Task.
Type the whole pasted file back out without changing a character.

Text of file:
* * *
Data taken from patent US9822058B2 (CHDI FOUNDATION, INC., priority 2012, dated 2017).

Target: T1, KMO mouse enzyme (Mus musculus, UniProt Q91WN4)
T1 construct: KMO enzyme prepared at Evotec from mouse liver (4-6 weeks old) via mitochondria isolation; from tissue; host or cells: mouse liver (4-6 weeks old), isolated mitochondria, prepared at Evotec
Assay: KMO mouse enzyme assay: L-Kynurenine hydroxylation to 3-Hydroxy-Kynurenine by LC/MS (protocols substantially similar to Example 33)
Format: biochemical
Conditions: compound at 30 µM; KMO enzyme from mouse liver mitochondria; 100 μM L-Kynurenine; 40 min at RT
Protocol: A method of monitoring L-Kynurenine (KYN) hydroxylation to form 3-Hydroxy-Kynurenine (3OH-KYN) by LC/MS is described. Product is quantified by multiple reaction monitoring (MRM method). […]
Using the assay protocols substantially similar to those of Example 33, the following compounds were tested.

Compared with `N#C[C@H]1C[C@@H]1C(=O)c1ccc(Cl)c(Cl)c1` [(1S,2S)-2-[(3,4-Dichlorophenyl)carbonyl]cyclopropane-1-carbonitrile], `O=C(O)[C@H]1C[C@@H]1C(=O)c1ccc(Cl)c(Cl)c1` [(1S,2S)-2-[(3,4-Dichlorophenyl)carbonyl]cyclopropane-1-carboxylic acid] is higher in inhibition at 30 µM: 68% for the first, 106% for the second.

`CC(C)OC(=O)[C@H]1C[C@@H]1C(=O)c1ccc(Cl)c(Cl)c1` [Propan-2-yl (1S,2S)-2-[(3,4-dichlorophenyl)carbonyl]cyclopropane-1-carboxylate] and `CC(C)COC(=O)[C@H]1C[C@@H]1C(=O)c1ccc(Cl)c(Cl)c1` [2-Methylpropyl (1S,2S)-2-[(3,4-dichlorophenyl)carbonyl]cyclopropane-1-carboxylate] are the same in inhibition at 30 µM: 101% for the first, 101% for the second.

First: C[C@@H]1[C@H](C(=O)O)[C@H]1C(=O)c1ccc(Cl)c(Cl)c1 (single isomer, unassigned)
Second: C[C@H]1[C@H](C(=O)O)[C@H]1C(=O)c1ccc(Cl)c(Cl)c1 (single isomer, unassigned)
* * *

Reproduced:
Data taken from patent US9822058B2 (CHDI FOUNDATION, INC., priority 2012, dated 2017).

Target: T1, KMO mouse enzyme (Mus musculus, UniProt Q91WN4)
T1 construct: KMO enzyme prepared at Evotec from mouse liver (4-6 weeks old) via mitochondria isolation; from tissue; host or cells: mouse liver (4-6 weeks old), isolated mitochondria, prepared at Evotec
Assay: KMO mouse enzyme assay: L-Kynurenine hydroxylation to 3-Hydroxy-Kynurenine by LC/MS (protocols substantially similar to Example 33)
Format: biochemical
Conditions: compound at 30 µM; KMO enzyme from mouse liver mitochondria; 100 μM L-Kynurenine; 40 min at RT
Protocol: A method of monitoring L-Kynurenine (KYN) hydroxylation to form 3-Hydroxy-Kynurenine (3OH-KYN) by LC/MS is described. Product is quantified by multiple reaction monitoring (MRM method). […]
Using the assay protocols substantially similar to those of Example 33, the following compounds were tested.

Compared with `N#C[C@H]1C[C@@H]1C(=O)c1ccc(Cl)c(Cl)c1` [(1S,2S)-2-[(3,4-Dichlorophenyl)carbonyl]cyclopropane-1-carbonitrile], `O=C(O)[C@H]1C[C@@H]1C(=O)c1ccc(Cl)c(Cl)c1` [(1S,2S)-2-[(3,4-Dichlorophenyl)carbonyl]cyclopropane-1-carboxylic acid] is higher in inhibition at 30 µM: 68% for the first, 106% for the second.

`CC(C)OC(=O)[C@H]1C[C@@H]1C(=O)c1ccc(Cl)c(Cl)c1` [Propan-2-yl (1S,2S)-2-[(3,4-dichlorophenyl)carbonyl]cyclopropane-1-carboxylate] and `CC(C)COC(=O)[C@H]1C[C@@H]1C(=O)c1ccc(Cl)c(Cl)c1` [2-Methylpropyl (1S,2S)-2-[(3,4-dichlorophenyl)carbonyl]cyclopropane-1-carboxylate] are the same in inhibition at 30 µM: 101% for the first, 101% for the second.

First: C[C@@H]1[C@H](C(=O)O)[C@H]1C(=O)c1ccc(Cl)c(Cl)c1 (single isomer, unassigned)
Second: C[C@H]1[C@H](C(=O)O)[C@H]1C(=O)c1ccc(Cl)c(Cl)c1 (single isomer, unassigned)